The Ben Stokes image that would remain burnt in the mind for ever would be him standing crouched at the non-striker’s end, head buried in his knees, unable to see if his partner Jack Leach would survive. It was the most humane reaction — it was something that we would probably do. Eyes shut, prayer on lips, hope against hope — Ian Botham wouldn’t have done it; he didn’t in 1981, the summer of his life. Viv Richards didn’t do it when he chased an improbable win with Michael Holding at Oval once. Even VVS Laxman, the man who charmingly abused Pragyan Ojha once in a close chase, didn’t do it. All lost-cause heroes but they had a presence about them that made them act in a crisis as if there was no crisis. As if they had it all in control. Not Stokes. He doesn’t bother with such appearances. How many times as the ball threatened to dip to waiting palms near the boundary, we saw Stokes crouching into that oh-no-please-fly-over position. Curled in a foetus, as it were. And those reactions is what makes on marvel at what he does in the moment when he has the bat in hand.
How does a man who so evidently feels the nerves in the moment, who almost handles it like the rest of us, morphs into a nerveless beast a moment before or a moment later when he is about to hit a ball? How does he turn into an icy-cool, glint-eyed warrior? How the hell does he switch off and on in the same moment?
That reverse sweep for example with two runs to go. The rationale was understandable: it was with the turn but hey, who plays a reverse sweep at that juncture? The odds of it bouncing from the rough and popping off a top edge (hello! Ashes is on line, you legend!) were so high but somehow Stokes erases self-doubts in those moments. And just trusts his instincts.
For a man who doesn’t hide his nerves in the immediate aftermath of a shot or doesn’t know to handle the idleness and helplessness when stranded at the non-striker’s end, his ability to stub out the self-doubts is insane. How does he decide to jump, turn, switch the grip on the bat, and wallop a gobsmacking switch-hit six off the rough, against a bowler as good as Nathon Lyon and with men at boundary waiting for the ball to drop into their palms? Where does that urge come from?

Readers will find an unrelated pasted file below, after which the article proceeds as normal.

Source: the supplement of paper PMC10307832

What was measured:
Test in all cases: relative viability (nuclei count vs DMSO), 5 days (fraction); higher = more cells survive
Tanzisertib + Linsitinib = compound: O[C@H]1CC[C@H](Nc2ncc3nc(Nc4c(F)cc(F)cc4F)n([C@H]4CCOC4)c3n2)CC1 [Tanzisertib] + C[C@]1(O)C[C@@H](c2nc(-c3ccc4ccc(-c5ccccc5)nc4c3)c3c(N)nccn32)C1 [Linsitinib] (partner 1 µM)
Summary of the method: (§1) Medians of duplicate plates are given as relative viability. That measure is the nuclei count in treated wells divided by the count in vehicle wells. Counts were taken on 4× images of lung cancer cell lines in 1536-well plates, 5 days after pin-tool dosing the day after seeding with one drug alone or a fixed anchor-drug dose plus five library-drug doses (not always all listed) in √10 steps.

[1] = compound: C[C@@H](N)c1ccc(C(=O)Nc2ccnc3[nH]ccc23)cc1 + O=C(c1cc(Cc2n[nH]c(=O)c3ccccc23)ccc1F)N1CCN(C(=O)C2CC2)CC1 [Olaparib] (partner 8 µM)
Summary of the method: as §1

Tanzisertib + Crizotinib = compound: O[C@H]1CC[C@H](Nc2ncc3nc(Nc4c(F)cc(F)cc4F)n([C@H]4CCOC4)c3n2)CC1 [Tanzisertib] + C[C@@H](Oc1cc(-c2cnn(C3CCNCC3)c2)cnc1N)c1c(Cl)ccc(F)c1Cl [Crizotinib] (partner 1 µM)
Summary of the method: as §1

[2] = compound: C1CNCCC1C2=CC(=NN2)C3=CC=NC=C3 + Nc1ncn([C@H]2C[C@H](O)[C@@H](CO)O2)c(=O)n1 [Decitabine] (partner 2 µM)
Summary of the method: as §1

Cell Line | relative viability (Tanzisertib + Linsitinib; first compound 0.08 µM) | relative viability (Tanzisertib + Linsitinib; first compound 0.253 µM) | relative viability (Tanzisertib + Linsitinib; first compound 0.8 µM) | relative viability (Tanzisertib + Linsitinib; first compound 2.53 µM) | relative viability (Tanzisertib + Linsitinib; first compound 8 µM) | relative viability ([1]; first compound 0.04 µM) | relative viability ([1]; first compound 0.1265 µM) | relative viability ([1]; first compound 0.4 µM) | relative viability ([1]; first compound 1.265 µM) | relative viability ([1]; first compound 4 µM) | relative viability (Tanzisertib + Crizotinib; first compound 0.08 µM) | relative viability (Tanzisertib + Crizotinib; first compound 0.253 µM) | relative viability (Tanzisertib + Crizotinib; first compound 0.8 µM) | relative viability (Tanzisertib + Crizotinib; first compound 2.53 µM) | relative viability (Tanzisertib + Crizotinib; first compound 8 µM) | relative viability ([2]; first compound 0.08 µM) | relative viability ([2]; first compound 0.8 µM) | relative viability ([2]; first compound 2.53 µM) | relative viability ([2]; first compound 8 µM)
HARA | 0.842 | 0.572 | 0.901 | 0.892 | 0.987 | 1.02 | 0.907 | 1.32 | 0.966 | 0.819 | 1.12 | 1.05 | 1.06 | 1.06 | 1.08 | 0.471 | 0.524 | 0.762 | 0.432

Or consider his last six when 8 runs were needed. On air, Ricky Ponting knew that Stokes would go for it if Lyon gives it a hint of air. Two flattish trajectory balls arrive, he pushed them away. We know he is waiting for that one but Lyon isn’t an idiot. He gives some air but it isn’t your typical well-flighted full delivery.
It’s what the cricketers in Mumbai maidaans call ‘Pede me zeher’ (Poison in a dessert). It’s slower, flighty but it dips and turns. It’s a bait, really, usually unwise to fall for it. But you knew that Ponting was right and that Stokes would go for it but the anticipation of the familiar doesn’t normalise the event when it eventuates.
When he decided to let his hands go through as if he was a boy learning to cycle and has just taken off his hands off the handle, and shouting in nervous joy ‘look Pa, no hands’. The first thought was oh he is going to fall, but it had just about wings to pip over Marcus Harris at long-off. The bicycle boy is happy, and we the watchers in some ways get more emotionally exhausted. Such is the unadulterated amateur joy that Stokes’ batting options infuse in us. You can’t but shrug your head in amazement and laugh loud at what he has done.
Luck? A paranormal urge in him that tells him to go for such high-risk options? A kind of calculated bravado that us mortals won’t understand? Maybe.
He doesn’t belong to the prototypes of great finishers like MS Dhoni and Michael Bevan (in limited-overs) or the Fab Three mentioned at the start of this piece. A Dhoni and Bevan picked their spots in the fields; so, does Stokes but somehow incredibly he takes out the fielders out of his mental picture. It’s as if he is saying, ‘to hell with trying to find a gap when so many boundary-riders are roaming, I am going to take the shortest route possible, the most ideal shot for that ball, will play as if there are no fielders out there’. Usually when others take that approach, it would seem a crazy little manoeuvre that’s never going to work long. But time and again Stokes has done it in his career now.
How can one ignore his past (recent and further down the road)? What’s appreciation without context. We know his temperamental past off the field but we also know his background. Once, his rugby father injured his finger, broke it in fact, but he was so desperate to play the next game that he just had it amputated. No words would suffice as a reaction but a red crimson exclamation mark would be apt. Has something of that percolated through the genes? His mother, a cricketer, once played a game in her late pregnancy. Did that sense of bravado, that knows the risks but nevertheless plunges through them, come from her?
A day after the world cup final, Stokes was walking dazed, almost sheepishly at the Oval, where 5000—3000 of them kids – had turned for world cup triumph celebrations. Again, that lack of swagger was apparent. A Botham or Richards would have lapped it all up. Stokes almost seemed embarrassed by it all. He better get used to it for if he continues to conjure such bewilderingly thrilling jail-breaks, he will end up as the greatest crowd puller of our times. In the years to come, it would be something to say that we witnessed two of the greatest performances in the history of the game across two formats within a span of 45 days from the same player.
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